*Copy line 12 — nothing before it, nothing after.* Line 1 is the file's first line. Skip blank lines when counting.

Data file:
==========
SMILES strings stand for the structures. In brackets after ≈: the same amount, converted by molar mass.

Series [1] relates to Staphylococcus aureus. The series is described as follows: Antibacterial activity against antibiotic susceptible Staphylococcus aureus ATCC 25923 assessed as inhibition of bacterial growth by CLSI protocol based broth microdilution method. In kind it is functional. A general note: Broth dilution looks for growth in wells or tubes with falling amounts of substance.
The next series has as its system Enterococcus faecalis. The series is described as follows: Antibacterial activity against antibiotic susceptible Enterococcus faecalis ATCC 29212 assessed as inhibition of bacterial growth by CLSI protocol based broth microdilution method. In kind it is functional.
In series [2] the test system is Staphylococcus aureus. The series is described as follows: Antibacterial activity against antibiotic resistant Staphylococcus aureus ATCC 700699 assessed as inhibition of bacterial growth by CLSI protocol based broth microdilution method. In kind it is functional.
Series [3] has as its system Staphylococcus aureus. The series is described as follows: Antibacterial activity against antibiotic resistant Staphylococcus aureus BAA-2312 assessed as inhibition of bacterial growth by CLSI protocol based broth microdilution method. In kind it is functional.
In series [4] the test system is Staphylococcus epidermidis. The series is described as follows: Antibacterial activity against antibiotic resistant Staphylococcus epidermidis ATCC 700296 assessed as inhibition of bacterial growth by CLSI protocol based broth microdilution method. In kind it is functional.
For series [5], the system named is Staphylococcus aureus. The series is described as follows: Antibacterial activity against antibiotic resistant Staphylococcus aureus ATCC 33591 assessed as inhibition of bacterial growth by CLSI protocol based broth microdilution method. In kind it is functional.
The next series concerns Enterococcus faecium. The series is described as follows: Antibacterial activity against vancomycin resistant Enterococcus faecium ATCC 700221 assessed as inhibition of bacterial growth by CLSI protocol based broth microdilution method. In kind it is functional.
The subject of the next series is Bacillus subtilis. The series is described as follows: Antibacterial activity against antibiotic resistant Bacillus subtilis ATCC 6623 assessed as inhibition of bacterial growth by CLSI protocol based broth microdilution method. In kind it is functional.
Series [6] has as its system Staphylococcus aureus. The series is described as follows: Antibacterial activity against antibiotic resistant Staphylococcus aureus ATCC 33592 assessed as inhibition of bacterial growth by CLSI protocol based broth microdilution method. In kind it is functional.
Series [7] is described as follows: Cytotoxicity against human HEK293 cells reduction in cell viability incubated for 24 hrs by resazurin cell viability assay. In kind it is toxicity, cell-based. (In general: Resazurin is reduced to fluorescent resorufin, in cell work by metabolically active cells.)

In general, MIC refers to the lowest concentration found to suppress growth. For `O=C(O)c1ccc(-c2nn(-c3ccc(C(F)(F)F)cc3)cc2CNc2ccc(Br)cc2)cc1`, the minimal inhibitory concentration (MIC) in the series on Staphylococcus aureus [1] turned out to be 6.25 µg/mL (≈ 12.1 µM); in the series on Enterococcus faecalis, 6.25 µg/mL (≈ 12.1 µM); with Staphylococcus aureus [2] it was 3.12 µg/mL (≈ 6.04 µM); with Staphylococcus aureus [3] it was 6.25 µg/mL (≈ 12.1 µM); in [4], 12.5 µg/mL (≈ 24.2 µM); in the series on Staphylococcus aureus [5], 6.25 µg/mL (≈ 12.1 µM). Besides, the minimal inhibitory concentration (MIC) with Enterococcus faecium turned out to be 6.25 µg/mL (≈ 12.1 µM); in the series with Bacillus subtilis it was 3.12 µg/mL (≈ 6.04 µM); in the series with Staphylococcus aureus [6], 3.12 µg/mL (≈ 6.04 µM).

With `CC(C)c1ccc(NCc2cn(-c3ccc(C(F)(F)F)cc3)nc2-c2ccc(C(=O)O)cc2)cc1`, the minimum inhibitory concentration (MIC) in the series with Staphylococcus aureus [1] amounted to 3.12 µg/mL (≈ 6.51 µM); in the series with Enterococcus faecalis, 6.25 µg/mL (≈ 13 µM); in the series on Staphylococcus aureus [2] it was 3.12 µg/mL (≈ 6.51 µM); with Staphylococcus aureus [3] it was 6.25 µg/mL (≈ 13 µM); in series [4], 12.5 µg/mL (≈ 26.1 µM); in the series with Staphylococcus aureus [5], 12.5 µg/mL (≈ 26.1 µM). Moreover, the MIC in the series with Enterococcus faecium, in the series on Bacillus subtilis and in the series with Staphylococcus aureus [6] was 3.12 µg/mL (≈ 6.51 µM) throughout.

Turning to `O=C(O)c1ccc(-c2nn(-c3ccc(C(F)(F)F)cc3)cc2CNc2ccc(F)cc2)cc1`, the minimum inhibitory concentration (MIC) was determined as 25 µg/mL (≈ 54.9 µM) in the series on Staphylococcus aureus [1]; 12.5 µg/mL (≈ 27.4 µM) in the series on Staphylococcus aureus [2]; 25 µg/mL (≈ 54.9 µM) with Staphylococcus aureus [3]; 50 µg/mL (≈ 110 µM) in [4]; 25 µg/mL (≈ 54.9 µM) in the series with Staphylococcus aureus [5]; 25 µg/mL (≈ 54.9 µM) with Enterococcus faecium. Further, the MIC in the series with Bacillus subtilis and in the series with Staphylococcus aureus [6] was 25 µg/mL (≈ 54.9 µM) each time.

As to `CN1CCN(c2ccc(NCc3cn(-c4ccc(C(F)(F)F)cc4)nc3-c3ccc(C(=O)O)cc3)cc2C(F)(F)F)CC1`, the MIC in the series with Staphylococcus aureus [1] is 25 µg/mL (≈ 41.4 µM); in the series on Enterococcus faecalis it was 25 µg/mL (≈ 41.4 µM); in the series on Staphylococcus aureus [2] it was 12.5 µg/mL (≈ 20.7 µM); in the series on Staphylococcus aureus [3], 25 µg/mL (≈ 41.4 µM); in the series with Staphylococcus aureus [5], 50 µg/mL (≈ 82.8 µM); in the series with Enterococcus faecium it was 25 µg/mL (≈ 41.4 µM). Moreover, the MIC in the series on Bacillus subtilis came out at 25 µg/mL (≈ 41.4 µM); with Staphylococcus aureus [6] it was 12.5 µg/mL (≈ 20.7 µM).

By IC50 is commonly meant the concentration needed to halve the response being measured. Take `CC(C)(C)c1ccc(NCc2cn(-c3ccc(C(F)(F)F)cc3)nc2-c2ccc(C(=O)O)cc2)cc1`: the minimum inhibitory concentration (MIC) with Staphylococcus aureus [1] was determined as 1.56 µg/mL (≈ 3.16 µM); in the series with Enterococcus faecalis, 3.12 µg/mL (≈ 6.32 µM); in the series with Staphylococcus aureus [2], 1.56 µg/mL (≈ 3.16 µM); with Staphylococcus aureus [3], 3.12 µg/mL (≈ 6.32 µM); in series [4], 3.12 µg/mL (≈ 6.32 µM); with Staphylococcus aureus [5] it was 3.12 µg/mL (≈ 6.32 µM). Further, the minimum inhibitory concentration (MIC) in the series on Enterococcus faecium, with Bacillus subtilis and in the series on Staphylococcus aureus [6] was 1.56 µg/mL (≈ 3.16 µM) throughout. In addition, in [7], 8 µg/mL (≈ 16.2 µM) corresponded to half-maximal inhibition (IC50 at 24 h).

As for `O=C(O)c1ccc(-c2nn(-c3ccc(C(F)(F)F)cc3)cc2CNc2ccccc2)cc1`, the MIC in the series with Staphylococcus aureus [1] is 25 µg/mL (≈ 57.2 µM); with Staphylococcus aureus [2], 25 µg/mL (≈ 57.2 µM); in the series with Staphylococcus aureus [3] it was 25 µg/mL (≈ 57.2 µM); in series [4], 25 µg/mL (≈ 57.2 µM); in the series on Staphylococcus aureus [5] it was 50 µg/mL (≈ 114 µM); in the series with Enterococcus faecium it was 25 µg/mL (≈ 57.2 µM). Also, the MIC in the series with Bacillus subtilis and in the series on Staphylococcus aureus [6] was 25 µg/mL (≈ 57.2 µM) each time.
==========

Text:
In general, MIC refers to the lowest concentration found to suppress growth. For `O=C(O)c1ccc(-c2nn(-c3ccc(C(F)(F)F)cc3)cc2CNc2ccc(Br)cc2)cc1`, the minimal inhibitory concentration (MIC) in the series on Staphylococcus aureus [1] turned out to be 6.25 µg/mL (≈ 12.1 µM); in the series on Enterococcus faecalis, 6.25 µg/mL (≈ 12.1 µM); with Staphylococcus aureus [2] it was 3.12 µg/mL (≈ 6.04 µM); with Staphylococcus aureus [3] it was 6.25 µg/mL (≈ 12.1 µM); in [4], 12.5 µg/mL (≈ 24.2 µM); in the series on Staphylococcus aureus [5], 6.25 µg/mL (≈ 12.1 µM). Besides, the minimal inhibitory concentration (MIC) with Enterococcus faecium turned out to be 6.25 µg/mL (≈ 12.1 µM); in the series with Bacillus subtilis it was 3.12 µg/mL (≈ 6.04 µM); in the series with Staphylococcus aureus [6], 3.12 µg/mL (≈ 6.04 µM).